After hiring a consulting firm to study the Vatican’s communications structures, the Vatican has now set up an 11-member commission to increase collaboration and cut costs. Britain's Lord Patten has been appointed as its president.
Catholic News Service/The Catholic Herald
Lord Patten, now 70 and former chairman of the BBC Trust and former Chancellor of the University of Oxford, will serve as president of the commission. A Catholic, Chris Patten was co-ordinator of Pope Benedict XVI’s trip to the United Kingdom in 2010.
Australia's Cardinal George Pell, Prefect of the Vatican Secretariat for the Economy and a member of Pope Francis’ Council of Cardinals, announced the formation of the committee at a news conference on Wednesday.
'The objectives are to adapt the Holy See media to changing media consumption trends, enhance coordination and achieve, progressively and sensitively, substantial financial savings,' he said.
The Cardinal told reporters that there is currently little or no relation between the Vatican’s individual media expenditures and the number of people reached around the world. For example, he said, at a time when fewer and fewer people around the world listen to the radio, the Vatican’s largest media employer is Vatican Radio, which produces programs in 45 languages.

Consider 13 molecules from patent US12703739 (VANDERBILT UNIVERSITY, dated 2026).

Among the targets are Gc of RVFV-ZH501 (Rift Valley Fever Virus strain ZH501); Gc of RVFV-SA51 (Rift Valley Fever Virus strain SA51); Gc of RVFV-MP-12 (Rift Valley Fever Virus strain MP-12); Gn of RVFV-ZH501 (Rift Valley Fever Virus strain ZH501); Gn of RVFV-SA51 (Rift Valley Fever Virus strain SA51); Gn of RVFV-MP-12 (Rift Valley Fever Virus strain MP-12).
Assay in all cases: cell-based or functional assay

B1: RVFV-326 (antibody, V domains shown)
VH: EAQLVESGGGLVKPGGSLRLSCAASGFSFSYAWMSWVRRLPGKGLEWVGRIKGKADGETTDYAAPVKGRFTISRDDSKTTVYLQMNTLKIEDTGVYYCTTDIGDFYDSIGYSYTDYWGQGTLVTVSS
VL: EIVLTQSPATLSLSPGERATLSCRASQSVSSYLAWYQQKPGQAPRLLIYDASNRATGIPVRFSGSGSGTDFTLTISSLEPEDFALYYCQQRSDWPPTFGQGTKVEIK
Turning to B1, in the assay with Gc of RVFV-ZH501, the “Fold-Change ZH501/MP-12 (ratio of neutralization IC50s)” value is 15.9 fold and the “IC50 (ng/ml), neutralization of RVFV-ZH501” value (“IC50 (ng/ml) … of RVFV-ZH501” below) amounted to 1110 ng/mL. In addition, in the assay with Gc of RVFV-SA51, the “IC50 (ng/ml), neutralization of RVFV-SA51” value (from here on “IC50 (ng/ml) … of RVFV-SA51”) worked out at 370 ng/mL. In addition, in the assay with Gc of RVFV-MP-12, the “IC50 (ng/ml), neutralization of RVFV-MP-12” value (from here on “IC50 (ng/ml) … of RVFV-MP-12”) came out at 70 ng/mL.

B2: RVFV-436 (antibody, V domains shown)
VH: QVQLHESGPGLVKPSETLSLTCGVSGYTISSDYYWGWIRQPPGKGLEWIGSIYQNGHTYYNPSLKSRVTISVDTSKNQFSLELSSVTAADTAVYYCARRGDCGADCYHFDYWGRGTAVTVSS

At the same time, he said, the success of Pope Francis’ Twitter account and the PopeApp developed for mobile devices by the Pontifical Council for Social Communications — offering a combination of Vatican Radio and other Vatican media-produced news, photos and video — show a need to strengthen the Vatican’s digital outreach.
Still, Cardinal Pell said, 'the priority is not economic,' but using resources more efficiently to reach the greatest number of people possible. While cutting costs is one goal, 'we do not want to diminish our outreach.'
The Vatican has nearly a dozen separate communication outlets and offices, many of which operate independently of one another. They include the Pontifical Council for Social Communications; the Vatican newspaper, L’Osservatore Romano; Vatican Radio; the Vatican television production studio, CTV; the Vatican Information Service; the Vatican press office; the Fides missionary news agency; the main Vatican website; the news.va news aggregator; the Vatican publishing house LEV; and the Vatican printing press.
Irish Mgr Paul Tighe, Secretary of the Pontifical Council for Social Communications, will serve as secretary of the commission, which has been asked to come up with recommendations in the next 12 months.
Lord Patten named president of new Vatican media team (The Catholic Herald)